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Performing Arts

Amy Heckerling

Amy Heckerling’s quirky directorial style and her knack for discovering fresh angles on classic stories led to her popular and critical successes with films like Fast Times at Ridgemont High and Clueless.

Kate Bornstein

Through performance art pieces like Kate Bornstein Is a Queer and Pleasant Danger and The Opposite Sex is Neither, Kate Bornstein questions society’s understanding of gender as a binary.

Liz Lerman

Hailed by the New York Times as “One of the most articulate and compassionate of social commentators in the arts today,” choreographer Liz Lerman has drawn inspiration from such unlikely sources as the US defense budget and a Department of Energy report on nuclear waste.

Sarah Treem

Television writer Sarah Treem’s work with Hagai Levi, adapting In Treatment for an American audience, led to their collaboration on the Golden Globe-winning The Affair.

Nancy Meyers

With her blockbuster hits Private Benjamin and Baby Boom, Nancy Meyers defied the conventional wisdom that a movie centered on a woman’s story wouldn’t draw audiences.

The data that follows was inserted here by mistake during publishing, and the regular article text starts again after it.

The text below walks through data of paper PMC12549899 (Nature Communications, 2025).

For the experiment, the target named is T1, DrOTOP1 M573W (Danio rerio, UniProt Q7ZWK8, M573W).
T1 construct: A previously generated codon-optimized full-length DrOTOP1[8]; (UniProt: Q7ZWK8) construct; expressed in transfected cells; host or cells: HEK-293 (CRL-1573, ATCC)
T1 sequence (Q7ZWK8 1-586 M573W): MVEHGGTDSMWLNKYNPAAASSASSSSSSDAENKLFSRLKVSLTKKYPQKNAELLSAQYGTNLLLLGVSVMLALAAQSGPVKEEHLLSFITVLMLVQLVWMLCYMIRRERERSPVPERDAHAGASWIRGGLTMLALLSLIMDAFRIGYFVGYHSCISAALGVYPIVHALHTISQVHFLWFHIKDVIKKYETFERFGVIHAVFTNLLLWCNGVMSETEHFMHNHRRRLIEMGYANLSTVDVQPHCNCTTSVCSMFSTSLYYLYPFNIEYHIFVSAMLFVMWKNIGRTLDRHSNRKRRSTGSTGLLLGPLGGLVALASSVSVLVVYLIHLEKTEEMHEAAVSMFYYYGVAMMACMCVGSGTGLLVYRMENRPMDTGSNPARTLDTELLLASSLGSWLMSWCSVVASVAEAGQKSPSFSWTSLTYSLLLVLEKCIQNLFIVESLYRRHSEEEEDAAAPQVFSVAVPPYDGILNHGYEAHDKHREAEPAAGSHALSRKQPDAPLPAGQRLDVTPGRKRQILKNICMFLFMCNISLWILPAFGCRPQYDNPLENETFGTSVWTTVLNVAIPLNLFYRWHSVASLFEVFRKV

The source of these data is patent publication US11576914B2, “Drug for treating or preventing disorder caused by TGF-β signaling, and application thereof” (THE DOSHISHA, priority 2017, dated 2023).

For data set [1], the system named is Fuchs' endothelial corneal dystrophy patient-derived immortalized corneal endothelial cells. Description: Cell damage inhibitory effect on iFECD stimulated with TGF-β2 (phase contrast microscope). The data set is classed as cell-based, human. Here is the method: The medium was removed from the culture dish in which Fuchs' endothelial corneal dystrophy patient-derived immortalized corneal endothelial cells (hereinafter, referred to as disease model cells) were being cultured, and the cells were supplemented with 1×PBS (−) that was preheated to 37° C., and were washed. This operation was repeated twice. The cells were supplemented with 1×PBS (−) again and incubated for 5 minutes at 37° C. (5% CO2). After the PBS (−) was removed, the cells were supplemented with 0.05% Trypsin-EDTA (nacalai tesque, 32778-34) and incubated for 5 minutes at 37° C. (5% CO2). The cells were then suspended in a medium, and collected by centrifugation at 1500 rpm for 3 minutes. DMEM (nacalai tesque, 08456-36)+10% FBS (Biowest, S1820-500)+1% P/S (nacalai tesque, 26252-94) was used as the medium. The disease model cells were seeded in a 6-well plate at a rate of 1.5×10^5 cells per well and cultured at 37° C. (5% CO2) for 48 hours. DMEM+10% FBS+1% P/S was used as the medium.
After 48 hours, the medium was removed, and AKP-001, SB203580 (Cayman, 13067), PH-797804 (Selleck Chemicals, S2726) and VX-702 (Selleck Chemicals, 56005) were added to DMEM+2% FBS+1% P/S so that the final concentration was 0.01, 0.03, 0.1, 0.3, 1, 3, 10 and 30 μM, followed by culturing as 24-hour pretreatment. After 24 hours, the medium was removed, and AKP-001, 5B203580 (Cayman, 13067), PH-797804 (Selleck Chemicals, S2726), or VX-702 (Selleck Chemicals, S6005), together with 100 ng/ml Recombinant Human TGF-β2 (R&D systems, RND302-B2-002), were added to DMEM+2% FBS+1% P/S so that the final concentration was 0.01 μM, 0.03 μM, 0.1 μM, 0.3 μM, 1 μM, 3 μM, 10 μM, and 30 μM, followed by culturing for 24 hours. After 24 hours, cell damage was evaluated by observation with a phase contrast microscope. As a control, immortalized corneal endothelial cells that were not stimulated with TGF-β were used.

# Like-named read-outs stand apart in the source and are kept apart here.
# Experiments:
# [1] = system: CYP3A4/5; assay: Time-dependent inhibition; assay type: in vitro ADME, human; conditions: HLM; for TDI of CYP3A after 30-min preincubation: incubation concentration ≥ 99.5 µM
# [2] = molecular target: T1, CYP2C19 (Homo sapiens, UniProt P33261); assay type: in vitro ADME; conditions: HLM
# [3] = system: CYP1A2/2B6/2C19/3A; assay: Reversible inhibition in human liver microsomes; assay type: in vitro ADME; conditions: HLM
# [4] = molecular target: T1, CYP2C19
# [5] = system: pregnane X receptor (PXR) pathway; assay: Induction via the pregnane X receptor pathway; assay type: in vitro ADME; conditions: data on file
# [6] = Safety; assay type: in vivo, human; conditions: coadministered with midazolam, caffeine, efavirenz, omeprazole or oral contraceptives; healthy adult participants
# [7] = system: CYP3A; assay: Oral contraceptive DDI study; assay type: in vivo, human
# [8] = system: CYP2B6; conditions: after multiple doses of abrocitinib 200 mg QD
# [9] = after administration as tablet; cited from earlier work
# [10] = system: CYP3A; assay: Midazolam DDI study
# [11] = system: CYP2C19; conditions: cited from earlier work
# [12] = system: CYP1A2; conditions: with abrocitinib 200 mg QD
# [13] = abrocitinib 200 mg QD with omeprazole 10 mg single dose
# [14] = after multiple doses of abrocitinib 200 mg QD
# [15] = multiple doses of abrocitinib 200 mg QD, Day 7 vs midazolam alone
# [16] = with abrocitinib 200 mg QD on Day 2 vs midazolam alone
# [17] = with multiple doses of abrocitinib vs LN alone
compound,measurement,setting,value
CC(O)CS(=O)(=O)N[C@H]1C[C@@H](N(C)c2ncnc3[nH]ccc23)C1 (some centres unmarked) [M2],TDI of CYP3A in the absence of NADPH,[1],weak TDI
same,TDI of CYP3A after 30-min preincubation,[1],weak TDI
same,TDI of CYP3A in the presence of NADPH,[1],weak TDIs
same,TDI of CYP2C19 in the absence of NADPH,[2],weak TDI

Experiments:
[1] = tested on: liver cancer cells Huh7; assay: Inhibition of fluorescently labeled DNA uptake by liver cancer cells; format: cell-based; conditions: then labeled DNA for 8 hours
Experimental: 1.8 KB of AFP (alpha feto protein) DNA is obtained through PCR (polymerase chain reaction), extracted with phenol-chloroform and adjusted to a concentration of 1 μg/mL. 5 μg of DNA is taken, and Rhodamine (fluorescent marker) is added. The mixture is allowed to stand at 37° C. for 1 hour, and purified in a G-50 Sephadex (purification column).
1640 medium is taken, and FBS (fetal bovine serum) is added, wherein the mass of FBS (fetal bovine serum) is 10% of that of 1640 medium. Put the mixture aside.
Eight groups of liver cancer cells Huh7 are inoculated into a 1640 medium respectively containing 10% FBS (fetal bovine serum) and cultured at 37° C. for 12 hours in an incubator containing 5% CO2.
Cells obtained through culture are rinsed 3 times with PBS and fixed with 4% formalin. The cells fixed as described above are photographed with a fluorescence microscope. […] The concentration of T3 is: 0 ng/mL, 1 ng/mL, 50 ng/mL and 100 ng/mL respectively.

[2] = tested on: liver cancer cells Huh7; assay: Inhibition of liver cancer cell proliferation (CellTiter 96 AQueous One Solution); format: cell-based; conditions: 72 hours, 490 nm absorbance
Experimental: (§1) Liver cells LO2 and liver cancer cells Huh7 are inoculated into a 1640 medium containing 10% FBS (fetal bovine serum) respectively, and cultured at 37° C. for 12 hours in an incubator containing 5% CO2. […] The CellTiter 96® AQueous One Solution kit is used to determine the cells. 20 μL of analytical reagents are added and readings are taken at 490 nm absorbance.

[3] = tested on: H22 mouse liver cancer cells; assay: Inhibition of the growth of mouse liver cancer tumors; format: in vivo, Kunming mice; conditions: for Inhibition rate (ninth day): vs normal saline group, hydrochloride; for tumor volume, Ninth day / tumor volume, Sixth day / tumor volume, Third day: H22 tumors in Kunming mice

Ellen Greene

While actress Ellen Greene has played a variety of roles, she is best known for her performances as Audrey in both the live and film versions of the cult classic, Little Shop of Horrors.

Jamie Lee Curtis

Hailed as the “Scream Queen” for her 1978 film debut in Halloween and her work in other slasher films, Jamie Lee Curtis defied expectations through her roles in A Fish Called Wanda and The Heidi Chronicles.

Jill Soloway

Jill Soloway’s mixture of curiosity and empathy for unusual characters, from funeral directors to people suffering from multiple personality disorder, earned her an Emmy for her creation of Transparent.

Amy Schumer

On her award-winning sketch comedy show, Amy Schumer has used humor to call attention to feminist issues from ageism against women in Hollywood to the pervasiveness of rape culture.

Sarah Silverman

Comedian Sarah Silverman has used her raunchy and irreverent deadpan humor as much to raise awareness about issues like women’s health as to entertain.


How to cite this page

Jewish Women's Archive. "Performing Arts." (Viewed on November 28, 2015) <>.


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